IN ONLY a handful of Melbourne suburbs is it cheaper to buy a home than to rent one.
Of Melbourne's 374 suburbs, in only six was it more affordable to buy than rent, and among Sydney's 625 suburbs, only 48 fit the bill.
But in other parts of the country the recent fall in interest rates and stable house prices has boosted the number of suburbs and country towns in which it is cheaper to buy than rent.
In October there were 388 localities and this month there were 494, according to RP Data's latest Buy vs. Rent report.
And if prospective home owners were willing to chip in another $50 a week, that number rose to 1726 localities, the report said.
A sharp rise in house prices over the past decade, coupled with slower rental growth, has resulted in far fewer suburbs in the largest capital cities being cheaper to buy in than rent, researcher Tim Lawless said.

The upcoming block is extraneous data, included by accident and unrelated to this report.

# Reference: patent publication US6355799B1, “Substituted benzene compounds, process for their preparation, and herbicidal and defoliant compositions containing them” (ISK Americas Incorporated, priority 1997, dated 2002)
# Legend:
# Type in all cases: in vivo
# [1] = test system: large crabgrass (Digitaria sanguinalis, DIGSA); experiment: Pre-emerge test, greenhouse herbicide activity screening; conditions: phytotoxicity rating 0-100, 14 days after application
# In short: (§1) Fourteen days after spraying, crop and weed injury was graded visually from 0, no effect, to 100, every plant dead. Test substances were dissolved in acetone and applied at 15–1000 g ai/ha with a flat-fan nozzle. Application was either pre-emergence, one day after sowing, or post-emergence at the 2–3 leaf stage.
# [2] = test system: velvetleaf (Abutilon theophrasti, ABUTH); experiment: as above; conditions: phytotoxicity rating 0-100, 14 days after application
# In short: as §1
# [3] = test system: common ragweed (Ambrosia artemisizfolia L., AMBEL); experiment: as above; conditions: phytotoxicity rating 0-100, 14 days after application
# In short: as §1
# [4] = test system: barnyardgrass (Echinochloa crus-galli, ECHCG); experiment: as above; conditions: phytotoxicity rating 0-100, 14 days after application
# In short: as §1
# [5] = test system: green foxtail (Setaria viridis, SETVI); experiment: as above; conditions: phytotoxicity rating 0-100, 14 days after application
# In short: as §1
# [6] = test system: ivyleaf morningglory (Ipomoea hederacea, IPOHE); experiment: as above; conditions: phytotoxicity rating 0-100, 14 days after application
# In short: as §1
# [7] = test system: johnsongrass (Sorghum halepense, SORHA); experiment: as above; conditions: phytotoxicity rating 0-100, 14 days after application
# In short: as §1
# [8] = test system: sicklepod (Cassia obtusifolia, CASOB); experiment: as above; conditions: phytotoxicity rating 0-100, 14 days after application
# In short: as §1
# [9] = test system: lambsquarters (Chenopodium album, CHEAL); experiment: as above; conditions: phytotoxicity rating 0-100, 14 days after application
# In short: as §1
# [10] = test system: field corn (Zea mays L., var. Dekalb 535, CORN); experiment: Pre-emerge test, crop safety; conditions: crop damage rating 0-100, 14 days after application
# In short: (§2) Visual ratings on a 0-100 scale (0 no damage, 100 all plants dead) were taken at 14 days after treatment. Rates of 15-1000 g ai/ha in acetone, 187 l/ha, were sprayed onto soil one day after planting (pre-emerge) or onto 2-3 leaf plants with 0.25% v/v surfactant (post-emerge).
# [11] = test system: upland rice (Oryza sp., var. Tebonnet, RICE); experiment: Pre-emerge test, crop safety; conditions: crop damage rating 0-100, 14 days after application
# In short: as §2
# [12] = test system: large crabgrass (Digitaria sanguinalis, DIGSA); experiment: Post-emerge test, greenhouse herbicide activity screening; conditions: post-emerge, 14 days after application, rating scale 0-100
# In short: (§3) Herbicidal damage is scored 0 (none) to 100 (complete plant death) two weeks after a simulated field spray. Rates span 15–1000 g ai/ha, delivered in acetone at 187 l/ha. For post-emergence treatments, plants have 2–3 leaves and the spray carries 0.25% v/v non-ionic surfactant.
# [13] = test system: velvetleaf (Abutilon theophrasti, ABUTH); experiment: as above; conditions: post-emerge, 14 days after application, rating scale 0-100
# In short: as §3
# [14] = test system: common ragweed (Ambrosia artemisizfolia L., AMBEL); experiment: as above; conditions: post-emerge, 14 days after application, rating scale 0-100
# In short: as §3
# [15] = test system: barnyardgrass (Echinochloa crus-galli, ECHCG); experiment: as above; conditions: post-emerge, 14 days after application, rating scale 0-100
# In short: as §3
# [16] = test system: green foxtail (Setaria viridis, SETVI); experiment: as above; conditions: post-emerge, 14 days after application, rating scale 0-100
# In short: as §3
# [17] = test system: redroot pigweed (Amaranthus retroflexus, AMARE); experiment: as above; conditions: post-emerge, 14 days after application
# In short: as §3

''If you start factoring in your buying costs, stamp duty, conveyancing, pest and building inspections, it starts to make the equation look much less appealing,'' he said.
The analysis compared a suburb's median weekly rent over the past year with the cost of monthly repayments on a variable 30-year mortgage where the loan-to-value ratio was 90 per cent and interest rate 5.65 per cent.
It did not factor in other costs associated with buying a property or take into consideration capital gains over time. Brisbane had 58 suburbs where it was cheaper to buy than rent.
''Nationally, regional areas dominate the list, with 310 suburbs outside the capital cities showing a better payments schedule for buying compared with renting,'' the report said.
In the capital cities, the type of housing - apartments - made suburbs more affordable.
''Typically, units as opposed to detached houses are more aligned to paying off a mortgage being cheaper than renting,'' Mr Lawless said.